The Gujarat High Court has quashed the list of disqualified directors published by the Ministry of Corporate Affairs (MCA) on September 12, 2017. The Court held that Section 164(2) of the Companies Act is prospective in nature and will take effect only from its date of notification, viz, April 1, 2014.
In September 2017, the MCA had published a list of nearly three lakh disqualified directors.
Section 164(2)(a) states that a director of private limited company incurs disqualification on the default of the company to file annual returns and statements for a period of three consecutive years.
The Court held that the period is applicable only from the financial year 2014-2015. The Annual General Meeting has to be held within six months of the closing of the financial year. The annual returns could be filed within 60 days of the AGM and financial statements could be filed within 30 days of the date of AGM. Hence, for filing annual returns and financial statements, the directors had time till November 30, 2017 and October 30, 2017,respectively. However, the list of disqualified directors was published on September 12. This was held to be illegal by the Court.
No retrospective application for Section 164(2)
The Court rejected the argument that Section 164(2) applied with effect from 2013-14. The Court noted that there was no corresponding provision in the Companies Act 1956 to disqualify directors on failure to file returns and statements. The Court also held that unless there is explicit mention, a statutory provision cannot be given retrospective effect.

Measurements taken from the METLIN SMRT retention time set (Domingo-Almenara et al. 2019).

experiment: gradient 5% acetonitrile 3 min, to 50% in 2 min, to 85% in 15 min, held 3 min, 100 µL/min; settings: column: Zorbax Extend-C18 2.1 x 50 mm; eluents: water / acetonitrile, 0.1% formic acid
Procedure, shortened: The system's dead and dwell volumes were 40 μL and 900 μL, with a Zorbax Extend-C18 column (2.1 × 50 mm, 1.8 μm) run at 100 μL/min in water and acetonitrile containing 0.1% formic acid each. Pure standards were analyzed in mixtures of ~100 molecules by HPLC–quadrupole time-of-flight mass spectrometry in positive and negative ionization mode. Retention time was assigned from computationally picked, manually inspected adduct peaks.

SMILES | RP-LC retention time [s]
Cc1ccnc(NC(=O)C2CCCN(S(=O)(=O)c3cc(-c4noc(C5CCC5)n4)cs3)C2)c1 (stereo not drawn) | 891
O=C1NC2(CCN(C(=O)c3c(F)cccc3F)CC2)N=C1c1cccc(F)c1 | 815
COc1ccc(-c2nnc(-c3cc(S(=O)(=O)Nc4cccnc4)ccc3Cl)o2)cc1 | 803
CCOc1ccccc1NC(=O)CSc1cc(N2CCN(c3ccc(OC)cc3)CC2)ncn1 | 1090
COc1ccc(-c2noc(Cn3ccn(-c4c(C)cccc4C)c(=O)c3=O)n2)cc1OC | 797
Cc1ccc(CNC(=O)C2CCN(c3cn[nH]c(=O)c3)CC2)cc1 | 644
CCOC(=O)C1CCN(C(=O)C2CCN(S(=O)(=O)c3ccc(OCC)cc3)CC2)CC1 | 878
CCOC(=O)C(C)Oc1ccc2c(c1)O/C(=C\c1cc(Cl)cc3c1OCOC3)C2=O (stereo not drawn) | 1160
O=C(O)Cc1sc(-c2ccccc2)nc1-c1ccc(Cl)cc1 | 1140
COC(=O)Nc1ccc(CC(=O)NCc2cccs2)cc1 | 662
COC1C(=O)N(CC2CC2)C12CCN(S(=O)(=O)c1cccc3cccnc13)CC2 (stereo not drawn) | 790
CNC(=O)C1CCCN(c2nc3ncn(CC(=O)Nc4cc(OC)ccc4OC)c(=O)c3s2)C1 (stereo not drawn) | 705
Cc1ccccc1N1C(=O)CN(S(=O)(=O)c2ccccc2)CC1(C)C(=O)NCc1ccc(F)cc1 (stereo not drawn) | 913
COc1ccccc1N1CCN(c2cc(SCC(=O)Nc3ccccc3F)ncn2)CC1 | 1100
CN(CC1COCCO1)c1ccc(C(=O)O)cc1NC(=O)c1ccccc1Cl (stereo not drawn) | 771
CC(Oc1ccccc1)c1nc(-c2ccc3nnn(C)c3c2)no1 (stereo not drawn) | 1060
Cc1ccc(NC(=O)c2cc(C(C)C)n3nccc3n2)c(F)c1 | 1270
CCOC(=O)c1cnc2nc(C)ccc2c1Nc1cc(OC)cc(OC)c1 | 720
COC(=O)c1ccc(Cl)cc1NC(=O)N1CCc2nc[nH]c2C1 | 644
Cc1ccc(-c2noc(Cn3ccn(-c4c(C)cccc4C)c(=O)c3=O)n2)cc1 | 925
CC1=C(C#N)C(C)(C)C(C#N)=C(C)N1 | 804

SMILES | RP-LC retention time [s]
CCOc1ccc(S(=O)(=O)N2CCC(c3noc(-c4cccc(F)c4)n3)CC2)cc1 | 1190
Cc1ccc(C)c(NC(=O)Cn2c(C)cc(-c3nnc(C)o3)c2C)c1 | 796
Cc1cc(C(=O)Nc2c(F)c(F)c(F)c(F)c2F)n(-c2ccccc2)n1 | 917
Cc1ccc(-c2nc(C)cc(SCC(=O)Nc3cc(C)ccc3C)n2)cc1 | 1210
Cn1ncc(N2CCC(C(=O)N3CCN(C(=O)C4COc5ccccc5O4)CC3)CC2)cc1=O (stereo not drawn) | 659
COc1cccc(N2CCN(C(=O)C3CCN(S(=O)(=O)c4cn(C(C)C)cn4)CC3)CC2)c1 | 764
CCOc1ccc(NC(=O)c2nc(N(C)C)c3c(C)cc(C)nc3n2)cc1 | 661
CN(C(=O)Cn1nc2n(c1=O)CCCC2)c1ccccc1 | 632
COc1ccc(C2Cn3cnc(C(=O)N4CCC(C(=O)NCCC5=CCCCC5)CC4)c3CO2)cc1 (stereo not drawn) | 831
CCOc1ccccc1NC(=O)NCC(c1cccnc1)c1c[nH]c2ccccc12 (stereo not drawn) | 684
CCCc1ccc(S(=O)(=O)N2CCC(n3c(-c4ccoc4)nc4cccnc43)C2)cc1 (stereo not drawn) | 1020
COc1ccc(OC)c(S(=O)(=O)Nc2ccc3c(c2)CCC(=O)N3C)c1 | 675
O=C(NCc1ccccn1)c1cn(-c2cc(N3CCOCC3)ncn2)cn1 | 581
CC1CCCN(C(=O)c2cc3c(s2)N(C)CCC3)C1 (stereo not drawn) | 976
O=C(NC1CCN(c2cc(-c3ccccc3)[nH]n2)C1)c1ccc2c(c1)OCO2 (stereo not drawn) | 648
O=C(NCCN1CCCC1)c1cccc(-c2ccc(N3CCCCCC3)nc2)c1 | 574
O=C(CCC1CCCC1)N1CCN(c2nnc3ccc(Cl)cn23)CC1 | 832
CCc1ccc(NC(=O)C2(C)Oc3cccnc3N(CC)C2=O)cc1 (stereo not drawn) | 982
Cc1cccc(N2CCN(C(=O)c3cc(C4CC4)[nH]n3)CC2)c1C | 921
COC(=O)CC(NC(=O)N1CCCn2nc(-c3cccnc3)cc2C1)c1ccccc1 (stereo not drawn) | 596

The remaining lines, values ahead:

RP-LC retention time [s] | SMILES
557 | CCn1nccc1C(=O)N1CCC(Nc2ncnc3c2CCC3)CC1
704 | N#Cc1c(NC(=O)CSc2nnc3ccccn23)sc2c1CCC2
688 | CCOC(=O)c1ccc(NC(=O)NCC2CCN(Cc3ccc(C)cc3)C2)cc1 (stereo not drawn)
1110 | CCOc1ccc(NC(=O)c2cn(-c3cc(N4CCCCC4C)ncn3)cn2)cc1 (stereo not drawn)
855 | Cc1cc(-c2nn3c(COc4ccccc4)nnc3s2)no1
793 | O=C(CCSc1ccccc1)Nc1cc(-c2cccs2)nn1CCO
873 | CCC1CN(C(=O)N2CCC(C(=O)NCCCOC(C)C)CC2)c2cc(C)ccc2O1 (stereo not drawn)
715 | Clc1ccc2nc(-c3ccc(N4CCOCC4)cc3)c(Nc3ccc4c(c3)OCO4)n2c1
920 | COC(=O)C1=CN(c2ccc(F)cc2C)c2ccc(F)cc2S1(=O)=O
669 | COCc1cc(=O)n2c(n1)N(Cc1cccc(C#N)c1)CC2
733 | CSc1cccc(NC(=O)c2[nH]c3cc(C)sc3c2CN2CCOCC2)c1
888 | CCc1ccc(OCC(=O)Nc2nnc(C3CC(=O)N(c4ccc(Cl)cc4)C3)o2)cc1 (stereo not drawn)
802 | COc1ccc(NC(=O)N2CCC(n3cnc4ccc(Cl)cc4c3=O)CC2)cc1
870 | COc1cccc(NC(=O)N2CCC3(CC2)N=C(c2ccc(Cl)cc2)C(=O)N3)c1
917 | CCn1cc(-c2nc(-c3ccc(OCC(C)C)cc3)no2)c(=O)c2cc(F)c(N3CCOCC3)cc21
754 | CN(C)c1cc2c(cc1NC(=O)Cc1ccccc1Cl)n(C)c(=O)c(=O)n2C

“So far as the issue involved in the present petitions is concerned, as discussed earlier, no disqualification was attached to the directors of private companies for not filing the annual returns and the financial statements by the concerned companies under the Act of 1956. Such provision of disqualification for the director of a company – public or private company, has been incorporated for the first time in Section 164(2) of the Act of 2013. Such being the case, the said provision has to be construed as having prospective effect. If retrospective effect is given to it, that would destroy, alter and affect the right of the Directors of private company existing under the Act of 1956“, held the judgment authored by Justice Bela M Trivedi.
Reference was also made to Section 6 of the General Clauses Act, which saves a right accrued under a repealed Act.
Striking off will not lead to cancellation of DIN
The Court held that striking off of a company under Section 248 of the Companies Act will not lead to deactivation of Director Identification Number(DIN). The Central Government had no power under Companies Act and the Rules to deactivate DIN on ground of striking off of a company.
The circumstances under which DIN can be deactivated are spelt out under Section 155 of the Act read with Rule 11 of the Companies (Appointment of Directors) Rules 2014.
“Hence, if one of the companies in which he was Director is “struck off”, his DIN could not be cancelled or deactivated as that would run counter to the provisions contained in the Rule 11, which specifically provides for the circumstances under which the DIN could be cancelled or deactivated
“In that view of the matter, the Court is of the opinion that the action of the respondents in deactivating the DINs of the petitioners – Directors along with the publication of the impugned list of Directors of “struck off” companies under Section 248, also was not legally tenable” , held the Court, directing the MCA to activate the DIN of the petitioners.
Last August, the Madras HC had also quashed the list of disqualified directors on the ground that the Act will take effect only from the financial year 2014-15.